So, you would like to breed your dog?
You might see my face in Totally Vets building from time to time where I run my canine reproduction (breeding) business called TCI Vets. I practiced as a companion animal veterinarian for 5 years at a local mixed animal clinic but after having a few additions to the family I decided to change track and focus solely on helping responsible breeders create healthy, happy puppies. I also work as the Dogs NZ (formally New Zealand Kennel Club) Canine Health & Welfare Veterinarian so I get to see dog breeding from many angles!
I get a lot of enquiries from people wanting to breed their dog, most of these from Dogs NZ registered breeders because of the services I provide. No matter who contacts me, there are a few topics that must come up in conversation. There is a dog overpopulation problem in NZ where thousands of unwanted dogs are euthanased each year, so it is irresponsible to breed a dog unless it is done with consideration and for a purpose. I don’t go ahead with an artificial insemination unless I am satisfied it is for a good reason with healthy dogs.
No matter if your dog is purebred or crossbred, relevant health tests should be done before breeding. This is not just a check over by a vet but should include any appropriate x-ray screening (hips, elbows, spine etc), DNA testing and/or anything else that is a breed specific condition with a test available. All of this can be found on the Dogs NZ website (www.dogsnz.org.nz).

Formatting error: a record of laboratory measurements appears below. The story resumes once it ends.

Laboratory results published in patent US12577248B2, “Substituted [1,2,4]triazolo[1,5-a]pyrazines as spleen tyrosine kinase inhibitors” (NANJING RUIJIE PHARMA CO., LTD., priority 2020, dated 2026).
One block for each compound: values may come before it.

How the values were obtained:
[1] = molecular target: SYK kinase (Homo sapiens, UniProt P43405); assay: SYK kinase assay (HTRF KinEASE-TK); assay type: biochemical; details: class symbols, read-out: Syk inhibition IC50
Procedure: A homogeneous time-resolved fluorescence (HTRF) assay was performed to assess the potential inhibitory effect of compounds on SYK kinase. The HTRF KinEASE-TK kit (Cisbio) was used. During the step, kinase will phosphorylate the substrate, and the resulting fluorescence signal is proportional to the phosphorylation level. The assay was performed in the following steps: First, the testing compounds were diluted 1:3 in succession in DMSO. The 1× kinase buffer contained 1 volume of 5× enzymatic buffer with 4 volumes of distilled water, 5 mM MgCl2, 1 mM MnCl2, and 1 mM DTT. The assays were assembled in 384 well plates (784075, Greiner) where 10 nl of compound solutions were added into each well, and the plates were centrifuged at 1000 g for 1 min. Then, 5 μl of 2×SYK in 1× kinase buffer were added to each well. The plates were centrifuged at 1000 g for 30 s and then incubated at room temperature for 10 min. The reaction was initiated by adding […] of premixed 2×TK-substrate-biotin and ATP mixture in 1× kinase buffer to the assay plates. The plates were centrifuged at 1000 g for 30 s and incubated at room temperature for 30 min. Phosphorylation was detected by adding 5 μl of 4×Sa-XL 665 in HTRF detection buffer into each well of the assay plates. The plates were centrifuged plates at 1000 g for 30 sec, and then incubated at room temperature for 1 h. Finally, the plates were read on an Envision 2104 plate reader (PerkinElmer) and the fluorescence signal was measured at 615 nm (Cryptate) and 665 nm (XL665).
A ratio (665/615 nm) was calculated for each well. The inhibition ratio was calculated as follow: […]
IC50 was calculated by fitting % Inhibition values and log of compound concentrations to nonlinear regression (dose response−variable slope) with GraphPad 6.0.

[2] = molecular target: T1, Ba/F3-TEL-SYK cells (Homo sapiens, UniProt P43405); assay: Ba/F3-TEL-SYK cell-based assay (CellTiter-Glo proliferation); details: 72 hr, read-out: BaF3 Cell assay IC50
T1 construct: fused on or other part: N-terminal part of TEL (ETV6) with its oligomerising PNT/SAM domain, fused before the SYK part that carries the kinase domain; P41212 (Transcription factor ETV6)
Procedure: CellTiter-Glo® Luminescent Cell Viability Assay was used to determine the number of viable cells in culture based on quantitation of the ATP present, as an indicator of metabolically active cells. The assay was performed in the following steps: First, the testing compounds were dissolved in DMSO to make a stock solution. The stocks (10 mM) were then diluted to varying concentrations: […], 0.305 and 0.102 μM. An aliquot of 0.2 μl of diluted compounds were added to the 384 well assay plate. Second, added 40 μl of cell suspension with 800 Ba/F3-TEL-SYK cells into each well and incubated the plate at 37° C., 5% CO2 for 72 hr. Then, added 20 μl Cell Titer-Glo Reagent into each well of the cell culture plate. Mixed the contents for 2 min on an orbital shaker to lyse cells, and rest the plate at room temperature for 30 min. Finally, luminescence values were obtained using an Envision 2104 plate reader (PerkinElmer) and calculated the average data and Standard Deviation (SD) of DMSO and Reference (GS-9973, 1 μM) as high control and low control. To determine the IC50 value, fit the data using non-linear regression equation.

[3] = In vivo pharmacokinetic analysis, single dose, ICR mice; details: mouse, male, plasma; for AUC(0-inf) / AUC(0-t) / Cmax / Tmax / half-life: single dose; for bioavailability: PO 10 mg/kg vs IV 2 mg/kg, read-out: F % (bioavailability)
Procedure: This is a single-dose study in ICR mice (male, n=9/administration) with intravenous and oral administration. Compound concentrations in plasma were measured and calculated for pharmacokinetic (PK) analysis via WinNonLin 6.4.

Many people don’t realise, but a puppy is a ‘good’ under the Consumer Guarantees Act. This means that if you produce a puppy which is not fit for purpose, for example, has an inherited disease so cannot live a normal healthy life, then you are liable to repair or replace the puppy. There are also the potential costs to consider which includes the costs of breeding (blood tests, stud fee, artificial insemination) and then an ultrasound and/or x-ray to confirm pregnancy. Caesarean sections are required from time to time and can often be predicted depending on the risk factors of the bitch. These can cost upwards of $1500. Puppies then need to be fed, vaccinated and microchipped before going into their new homes.
Just one success story is where we imported frozen semen from Denmark, endoscopic insemination of the thawed semen into a bitch here in Feilding, and then her successfully whelping 9 puppies with some now in active police work.
If you are interested in dog breeding I strongly encourage you to become a Dogs NZ registered breeder where we have rules, regulations, and codes of ethics to provide breeder education, breeder and pedigree dog advocacy, and to protect the welfare of the dogs and their puppies.
TCI Vets offers a diverse range of services alongside the Totally Vets team to include all genetic screening, breeding planning, artificial insemination using advanced trans-cervical endoscopic insemination, semen freezing, import and export from all over the world.